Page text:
After our success with finding Firecrest the weekend before I took to twitter on Saturday morning to proclaim that we were off to locate Brambling, one of those species with which we seem to have had little luck over the years. Our last proper sighting came from Ynys Hir back in 2011 when a pair gave great views just behind the visitor centre there. That was followed by a particularly stringy fly-over bird on my own local patch a couple of years later but since then, not a sign. Given that track record my public statement of intent may have appeared foolhardy but I was not without some local intelligence. Over the last fortnight I’ve been keeping my eye on reports of up to six individuals feeding in Sea Buckthorn at the entrance to Pembrey country park and fancied getting in on the action myself. Sightings were far from guaranteed however though upon arriving at the designated location things initially looked promising. A mixed flock of Chaffinches, Greenfinches, Goldfinches and various Tits were all feeding on remnants of the berry crop yet of the Brambling, there was no sign. In fact I was about to give up when we finally spotted our quarry buried deep within the Buckthorn. Result! The bird, a female I think, was only visible for a brief moment before hopping out of sight and despite much searching we failed to relocate it. That’s even after trying to get a better vantage point from the opposite side of the thicket which my legs still haven’t forgiven me for. Sea Buckthorn is a very thorny plant, take it from me.
Thankfully there were plenty of distractions to take my mind off perforated shins including a pair of Great Crested Grebes, male Red-breasted Merganser, Little Egrets and umpteen Redshanks whose constant calling could be heard across the Saltings. In fact their only real competition on the audio front were Skylarks, several of which were in full song in the clearing sky above us. Fulmars last week, singing Skylarks this week. Spring moves on apace. It seemed as though the Reed Buntings wanted to get in on the action as well with this noisy male calling from a nearby reedbed.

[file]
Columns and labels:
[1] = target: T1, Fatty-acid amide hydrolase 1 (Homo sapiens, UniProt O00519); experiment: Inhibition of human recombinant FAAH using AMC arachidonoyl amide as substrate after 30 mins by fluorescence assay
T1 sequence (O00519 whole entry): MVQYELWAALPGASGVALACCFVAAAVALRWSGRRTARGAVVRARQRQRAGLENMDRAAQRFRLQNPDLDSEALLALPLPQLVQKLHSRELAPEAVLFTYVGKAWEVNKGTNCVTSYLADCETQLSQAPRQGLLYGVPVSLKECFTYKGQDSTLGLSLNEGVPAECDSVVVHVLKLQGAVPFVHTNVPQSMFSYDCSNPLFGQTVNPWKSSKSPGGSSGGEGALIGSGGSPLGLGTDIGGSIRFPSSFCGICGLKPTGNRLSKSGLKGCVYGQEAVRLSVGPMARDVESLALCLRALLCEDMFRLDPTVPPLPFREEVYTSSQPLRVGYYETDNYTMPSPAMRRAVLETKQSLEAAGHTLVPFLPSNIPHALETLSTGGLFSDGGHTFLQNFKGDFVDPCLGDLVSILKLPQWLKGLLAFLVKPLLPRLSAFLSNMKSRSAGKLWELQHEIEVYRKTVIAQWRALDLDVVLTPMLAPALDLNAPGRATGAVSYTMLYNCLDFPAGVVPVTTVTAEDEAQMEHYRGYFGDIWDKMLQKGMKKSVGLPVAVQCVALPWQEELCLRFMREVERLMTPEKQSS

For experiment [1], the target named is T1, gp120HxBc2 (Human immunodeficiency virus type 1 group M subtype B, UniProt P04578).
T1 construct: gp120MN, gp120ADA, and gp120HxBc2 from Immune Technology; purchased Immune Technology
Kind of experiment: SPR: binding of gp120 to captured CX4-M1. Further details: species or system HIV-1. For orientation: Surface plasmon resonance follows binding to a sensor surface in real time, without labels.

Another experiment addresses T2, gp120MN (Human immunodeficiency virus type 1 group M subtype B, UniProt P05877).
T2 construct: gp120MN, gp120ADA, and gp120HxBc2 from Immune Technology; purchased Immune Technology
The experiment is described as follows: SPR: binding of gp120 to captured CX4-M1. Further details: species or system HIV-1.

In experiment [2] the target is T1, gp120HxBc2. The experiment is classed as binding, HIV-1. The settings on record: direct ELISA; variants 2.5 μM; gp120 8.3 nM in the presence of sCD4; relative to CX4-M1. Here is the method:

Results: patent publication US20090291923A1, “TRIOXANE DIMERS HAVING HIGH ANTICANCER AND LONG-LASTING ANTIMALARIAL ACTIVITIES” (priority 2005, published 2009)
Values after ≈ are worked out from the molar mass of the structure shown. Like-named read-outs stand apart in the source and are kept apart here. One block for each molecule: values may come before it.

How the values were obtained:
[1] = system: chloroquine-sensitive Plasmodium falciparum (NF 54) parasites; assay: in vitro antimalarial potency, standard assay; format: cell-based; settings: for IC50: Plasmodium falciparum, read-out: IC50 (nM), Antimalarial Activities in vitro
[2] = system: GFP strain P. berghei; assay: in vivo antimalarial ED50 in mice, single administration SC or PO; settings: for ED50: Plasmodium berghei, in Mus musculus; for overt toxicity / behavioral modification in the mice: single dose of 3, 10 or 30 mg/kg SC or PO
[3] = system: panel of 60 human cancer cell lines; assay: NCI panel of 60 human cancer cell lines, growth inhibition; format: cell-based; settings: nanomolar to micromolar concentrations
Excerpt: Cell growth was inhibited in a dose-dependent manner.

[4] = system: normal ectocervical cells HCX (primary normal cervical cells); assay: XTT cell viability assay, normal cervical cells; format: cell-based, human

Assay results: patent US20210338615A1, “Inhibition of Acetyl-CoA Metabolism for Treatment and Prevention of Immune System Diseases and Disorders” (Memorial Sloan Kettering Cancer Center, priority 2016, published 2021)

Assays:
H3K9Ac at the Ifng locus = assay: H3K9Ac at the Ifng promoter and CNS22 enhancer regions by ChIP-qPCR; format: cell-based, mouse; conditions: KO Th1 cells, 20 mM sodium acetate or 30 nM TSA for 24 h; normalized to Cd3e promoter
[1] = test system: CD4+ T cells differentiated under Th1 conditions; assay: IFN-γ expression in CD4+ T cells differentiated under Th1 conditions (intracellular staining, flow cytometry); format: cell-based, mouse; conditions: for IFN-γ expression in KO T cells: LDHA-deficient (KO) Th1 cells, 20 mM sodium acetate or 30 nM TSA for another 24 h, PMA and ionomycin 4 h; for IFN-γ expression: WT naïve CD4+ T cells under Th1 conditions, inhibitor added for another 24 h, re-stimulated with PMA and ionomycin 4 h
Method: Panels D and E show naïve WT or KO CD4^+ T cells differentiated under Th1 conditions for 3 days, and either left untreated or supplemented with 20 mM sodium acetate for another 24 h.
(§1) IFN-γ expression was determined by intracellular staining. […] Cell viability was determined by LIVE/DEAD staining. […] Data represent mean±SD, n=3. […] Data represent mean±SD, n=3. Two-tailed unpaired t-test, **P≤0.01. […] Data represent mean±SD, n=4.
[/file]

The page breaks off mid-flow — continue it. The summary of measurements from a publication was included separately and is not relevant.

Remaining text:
Overhead singles of Red Kite and Buzzard circled whilst we took our leave of the Buckthorn and headed out to the beach instead. What had been a very high tide earlier in the day had now retreated dramatically to reveal an absolutely huge expanse of sand. In fact the only evidence of the sea being present at all was the sound of breaking waves way off in the distance, a walk which we decided to leave for another day. Instead we followed the strandline for a mile or so in the search of bird skeletons mainly but finding plenty of Sea Potatoes and Cuttlefish instead. There was also a sizeable colony of Goose Barnacles washed up, a crustacean which is seemingly becoming a common sight on both sides of the Burry.
Skylarks were still an almost constant presence amongst the sand dunes, either singing overhead or feeding on the ground, yet none could be encouraged to pose for me or my camera. The same could be said of a pair of Ringed Plovers that flew towards and then beyond us across the sand. Perhaps they were also wandering where the sea had disappeared off to.
Returning to the park we had a final attempt at seeing the Brambling but once again could only manage the briefest of glimpses. What I hadn’t expected to find was a Woodcock which, presumably disturbed by our presence, shot out of the Buckthorn and proceeded to do a couple of wide circuits before disappearing off into the trees. As a result we had fantastic views of a normally secretive species, a great way to round off what this morning at least had seemed like a very ambitious mission indeed.